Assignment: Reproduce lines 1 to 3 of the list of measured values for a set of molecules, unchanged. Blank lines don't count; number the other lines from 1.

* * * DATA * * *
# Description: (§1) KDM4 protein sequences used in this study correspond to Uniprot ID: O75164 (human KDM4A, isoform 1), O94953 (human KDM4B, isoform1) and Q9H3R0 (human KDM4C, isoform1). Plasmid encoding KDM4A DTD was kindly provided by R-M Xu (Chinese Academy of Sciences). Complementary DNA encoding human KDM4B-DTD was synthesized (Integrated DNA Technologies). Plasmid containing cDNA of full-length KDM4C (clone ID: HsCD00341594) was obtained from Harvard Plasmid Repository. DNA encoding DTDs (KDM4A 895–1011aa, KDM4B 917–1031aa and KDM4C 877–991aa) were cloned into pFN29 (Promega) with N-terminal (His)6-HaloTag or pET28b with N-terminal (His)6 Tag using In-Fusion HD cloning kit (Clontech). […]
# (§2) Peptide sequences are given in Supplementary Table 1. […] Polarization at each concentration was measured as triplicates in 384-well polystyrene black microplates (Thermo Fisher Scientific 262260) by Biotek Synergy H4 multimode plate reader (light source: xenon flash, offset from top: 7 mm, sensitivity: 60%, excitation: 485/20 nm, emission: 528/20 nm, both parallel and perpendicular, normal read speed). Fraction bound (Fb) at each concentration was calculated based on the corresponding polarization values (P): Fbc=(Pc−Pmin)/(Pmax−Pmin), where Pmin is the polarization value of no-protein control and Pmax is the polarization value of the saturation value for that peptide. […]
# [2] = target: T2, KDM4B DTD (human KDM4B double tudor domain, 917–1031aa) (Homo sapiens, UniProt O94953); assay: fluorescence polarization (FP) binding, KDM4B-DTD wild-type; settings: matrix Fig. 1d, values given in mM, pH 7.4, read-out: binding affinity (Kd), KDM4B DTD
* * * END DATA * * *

# Description: (§1) KDM4 protein sequences used in this study correspond to Uniprot ID: O75164 (human KDM4A, isoform 1), O94953 (human KDM4B, isoform1) and Q9H3R0 (human KDM4C, isoform1). Plasmid encoding KDM4A DTD was kindly provided by R-M Xu (Chinese Academy of Sciences). Complementary DNA encoding human KDM4B-DTD was synthesized (Integrated DNA Technologies). Plasmid containing cDNA of full-length KDM4C (clone ID: HsCD00341594) was obtained from Harvard Plasmid Repository. DNA encoding DTDs (KDM4A 895–1011aa, KDM4B 917–1031aa and KDM4C 877–991aa) were cloned into pFN29 (Promega) with N-terminal (His)6-HaloTag or pET28b with N-terminal (His)6 Tag using In-Fusion HD cloning kit (Clontech). […]
# (§2) Peptide sequences are given in Supplementary Table 1. […] Polarization at each concentration was measured as triplicates in 384-well polystyrene black microplates (Thermo Fisher Scientific 262260) by Biotek Synergy H4 multimode plate reader (light source: xenon flash, offset from top: 7 mm, sensitivity: 60%, excitation: 485/20 nm, emission: 528/20 nm, both parallel and perpendicular, normal read speed). Fraction bound (Fb) at each concentration was calculated based on the corresponding polarization values (P): Fbc=(Pc−Pmin)/(Pmax−Pmin), where Pmin is the polarization value of no-protein control and Pmax is the polarization value of the saturation value for that peptide. […]
# [2] = target: T2, KDM4B DTD (human KDM4B double tudor domain, 917–1031aa) (Homo sapiens, UniProt O94953); assay: fluorescence polarization (FP) binding, KDM4B-DTD wild-type; settings: matrix Fig. 1d, values given in mM, pH 7.4, read-out: binding affinity (Kd), KDM4B DTD